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Lunar Orbiter 1 Mission

Forty-three years ago today, the Lunar Orbiter 1 spacecraft began its 92 hour trip to the Moon.  Lunar Orbiter 1 rode into space aboard an Atlas-Agena D launch vehicle which lifted-off from Pad 13 at Cape Canaveral, Florida.  Lift-off time was 19:26 UTC on Wednesday, 10 August 2009. 

Lunar Orbiter 1 was the first of five moon mapping missions launched over a period of 12 months as part of the Lunar Orbiter Program.  The primary purpose of this program was to thoroughly map the surface of Earth’s nearest neighbor in space preparatory to the historic Apollo lunar landings.

At 15:34 UTC on Sunday, 14 August 1966, Lunar Orbiter 1 was inserted into a highly elliptical lunar orbit that measured 117.5 miles by 1,160 miles.  Orbital plane inclination and period of the 850-pound spacecraft was 12.2-deg and 208-minutes, respectively.  By Friday, 26 August 1966, the Lunar Orbiter 1 perilune had been lowered to just 25.2-miles.  

Lunar Orbiter 1 took photographs of the lunar surface between 18 August and 29 August.  Onboard film processing was completed by 30 August and transmission to Earth of 211 high and medium resolution photographs was completed at 20:02 UTC on Wednesday, 14 September 1966.   This event, which occurred on Mission Day 35, marked the completion of the photographic portion of the spacecraft’s mission.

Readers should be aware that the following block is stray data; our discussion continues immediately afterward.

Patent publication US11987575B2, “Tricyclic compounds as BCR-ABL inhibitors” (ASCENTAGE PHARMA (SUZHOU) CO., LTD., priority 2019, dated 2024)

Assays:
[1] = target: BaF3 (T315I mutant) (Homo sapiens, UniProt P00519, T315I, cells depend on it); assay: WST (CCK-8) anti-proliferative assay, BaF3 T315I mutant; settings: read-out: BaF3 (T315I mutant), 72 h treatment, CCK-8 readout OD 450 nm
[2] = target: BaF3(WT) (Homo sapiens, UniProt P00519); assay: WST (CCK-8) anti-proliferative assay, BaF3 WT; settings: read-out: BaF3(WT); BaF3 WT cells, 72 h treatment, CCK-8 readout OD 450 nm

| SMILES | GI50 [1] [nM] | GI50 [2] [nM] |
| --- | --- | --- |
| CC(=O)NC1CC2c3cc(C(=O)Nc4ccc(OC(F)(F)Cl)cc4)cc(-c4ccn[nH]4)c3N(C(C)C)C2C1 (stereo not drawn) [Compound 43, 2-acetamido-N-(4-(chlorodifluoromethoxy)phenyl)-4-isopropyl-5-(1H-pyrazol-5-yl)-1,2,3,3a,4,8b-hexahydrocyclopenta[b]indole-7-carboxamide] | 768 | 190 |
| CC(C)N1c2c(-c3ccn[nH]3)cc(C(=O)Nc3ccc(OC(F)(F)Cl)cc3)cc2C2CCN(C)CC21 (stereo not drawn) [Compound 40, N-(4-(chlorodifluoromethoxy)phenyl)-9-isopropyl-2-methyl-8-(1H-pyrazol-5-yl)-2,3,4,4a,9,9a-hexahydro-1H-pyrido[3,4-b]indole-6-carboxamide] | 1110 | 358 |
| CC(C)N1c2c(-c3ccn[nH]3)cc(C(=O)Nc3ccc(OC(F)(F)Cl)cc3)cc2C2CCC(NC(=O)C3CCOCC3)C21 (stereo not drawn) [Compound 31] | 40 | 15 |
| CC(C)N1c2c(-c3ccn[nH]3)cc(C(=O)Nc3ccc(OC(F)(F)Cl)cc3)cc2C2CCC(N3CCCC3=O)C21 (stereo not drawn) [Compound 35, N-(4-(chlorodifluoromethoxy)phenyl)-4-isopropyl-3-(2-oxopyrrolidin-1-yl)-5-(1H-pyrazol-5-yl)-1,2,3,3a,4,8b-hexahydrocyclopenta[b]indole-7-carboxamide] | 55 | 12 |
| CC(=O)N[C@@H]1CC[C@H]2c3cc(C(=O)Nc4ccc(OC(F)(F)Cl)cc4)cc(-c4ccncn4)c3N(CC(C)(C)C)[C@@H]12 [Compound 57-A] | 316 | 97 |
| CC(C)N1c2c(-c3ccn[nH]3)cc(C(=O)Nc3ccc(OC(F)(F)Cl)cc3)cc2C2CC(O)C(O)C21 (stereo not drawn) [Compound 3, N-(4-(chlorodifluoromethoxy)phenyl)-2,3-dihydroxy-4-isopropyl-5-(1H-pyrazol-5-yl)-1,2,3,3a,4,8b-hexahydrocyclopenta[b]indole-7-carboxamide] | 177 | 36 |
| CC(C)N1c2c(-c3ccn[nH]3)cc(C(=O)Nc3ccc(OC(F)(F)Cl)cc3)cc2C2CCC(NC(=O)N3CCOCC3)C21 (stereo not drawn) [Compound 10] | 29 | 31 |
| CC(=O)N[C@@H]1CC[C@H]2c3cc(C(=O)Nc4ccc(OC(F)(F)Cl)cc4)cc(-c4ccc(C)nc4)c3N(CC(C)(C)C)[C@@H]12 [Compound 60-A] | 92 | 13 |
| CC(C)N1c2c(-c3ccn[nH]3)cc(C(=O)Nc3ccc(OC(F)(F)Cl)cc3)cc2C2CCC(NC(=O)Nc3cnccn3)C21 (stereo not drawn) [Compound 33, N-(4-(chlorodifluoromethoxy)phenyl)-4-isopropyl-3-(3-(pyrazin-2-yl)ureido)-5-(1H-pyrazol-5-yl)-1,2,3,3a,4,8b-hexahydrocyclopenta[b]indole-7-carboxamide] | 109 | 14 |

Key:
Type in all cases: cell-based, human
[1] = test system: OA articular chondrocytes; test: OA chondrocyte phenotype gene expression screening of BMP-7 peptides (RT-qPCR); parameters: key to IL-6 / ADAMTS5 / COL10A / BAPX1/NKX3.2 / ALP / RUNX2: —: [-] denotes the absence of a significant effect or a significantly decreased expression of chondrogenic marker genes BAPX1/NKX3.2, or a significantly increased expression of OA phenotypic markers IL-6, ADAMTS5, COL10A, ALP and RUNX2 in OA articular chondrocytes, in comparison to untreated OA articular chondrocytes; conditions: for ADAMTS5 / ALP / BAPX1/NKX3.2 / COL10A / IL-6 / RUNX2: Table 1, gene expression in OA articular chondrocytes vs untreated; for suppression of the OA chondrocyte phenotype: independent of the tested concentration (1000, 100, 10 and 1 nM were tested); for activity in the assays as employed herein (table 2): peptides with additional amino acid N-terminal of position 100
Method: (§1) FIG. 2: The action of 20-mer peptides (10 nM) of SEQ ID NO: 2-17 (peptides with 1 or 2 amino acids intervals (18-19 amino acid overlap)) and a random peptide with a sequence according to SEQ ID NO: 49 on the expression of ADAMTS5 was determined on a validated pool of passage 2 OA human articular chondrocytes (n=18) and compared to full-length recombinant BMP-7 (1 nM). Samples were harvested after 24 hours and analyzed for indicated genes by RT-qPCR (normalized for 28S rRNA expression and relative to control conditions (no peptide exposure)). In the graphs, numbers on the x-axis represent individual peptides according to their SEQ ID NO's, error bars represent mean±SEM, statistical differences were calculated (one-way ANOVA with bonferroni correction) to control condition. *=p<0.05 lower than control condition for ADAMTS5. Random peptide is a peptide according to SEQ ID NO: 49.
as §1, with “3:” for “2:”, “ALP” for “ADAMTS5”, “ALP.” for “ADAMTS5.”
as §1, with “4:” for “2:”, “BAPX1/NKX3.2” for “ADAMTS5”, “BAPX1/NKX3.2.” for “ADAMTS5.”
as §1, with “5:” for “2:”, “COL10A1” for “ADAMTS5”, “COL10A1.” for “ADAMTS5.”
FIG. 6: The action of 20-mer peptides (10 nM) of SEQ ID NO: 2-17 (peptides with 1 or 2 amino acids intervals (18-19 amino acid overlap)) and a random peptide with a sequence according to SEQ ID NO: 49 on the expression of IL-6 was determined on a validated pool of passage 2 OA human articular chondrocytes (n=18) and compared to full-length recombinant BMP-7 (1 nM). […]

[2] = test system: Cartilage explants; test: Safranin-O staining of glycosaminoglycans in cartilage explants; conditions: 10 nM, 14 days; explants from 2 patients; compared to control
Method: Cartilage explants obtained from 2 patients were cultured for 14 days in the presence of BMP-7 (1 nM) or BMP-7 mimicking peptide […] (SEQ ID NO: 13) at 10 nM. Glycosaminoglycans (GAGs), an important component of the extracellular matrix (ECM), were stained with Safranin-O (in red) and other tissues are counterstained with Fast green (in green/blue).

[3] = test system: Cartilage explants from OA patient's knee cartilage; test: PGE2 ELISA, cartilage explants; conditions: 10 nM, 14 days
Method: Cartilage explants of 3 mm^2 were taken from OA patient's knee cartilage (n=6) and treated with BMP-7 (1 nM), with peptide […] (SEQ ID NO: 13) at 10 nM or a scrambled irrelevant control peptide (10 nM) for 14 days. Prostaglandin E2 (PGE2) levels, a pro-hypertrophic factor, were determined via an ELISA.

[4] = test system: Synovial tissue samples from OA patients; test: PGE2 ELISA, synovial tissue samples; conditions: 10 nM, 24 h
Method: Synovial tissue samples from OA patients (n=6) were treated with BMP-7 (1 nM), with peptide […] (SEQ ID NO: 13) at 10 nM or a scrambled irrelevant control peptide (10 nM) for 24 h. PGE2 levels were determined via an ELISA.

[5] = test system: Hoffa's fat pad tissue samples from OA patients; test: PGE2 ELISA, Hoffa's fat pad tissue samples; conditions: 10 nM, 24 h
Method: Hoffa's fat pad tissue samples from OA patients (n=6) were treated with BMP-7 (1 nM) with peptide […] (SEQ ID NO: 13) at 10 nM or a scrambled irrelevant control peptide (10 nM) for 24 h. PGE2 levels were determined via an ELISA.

Lunar Orbiter 1 imaged nearly 2 million square miles of the Moon’s surface to a resolution of 200 feet or better.  This was 10 times better than that obtained from earth-based cameras.  Lunar Orbiter 1 also provided the first views of earth as seen from the Moon.

Lunar Orbiter 1 would continue to orbit the Moon for another 45 days.  As it did so, the spacecraft  provided a wealth of micrometeoroid, gravitational, and radiation measurements that helped lunar scientists better understand the complex lunar environment. 

The Lunar Orbiter 1 mission ended on Saturday, 29 October 1966 (Mission Day 80) during its 577th lunar orbit.  This intentional action was necessary to make way for the next Lunar Orbiter mission in November.  The impact site is located at 6.35-deg N and 160.72-deg E on the far side of the Moon.

Posted in Aerospace, History

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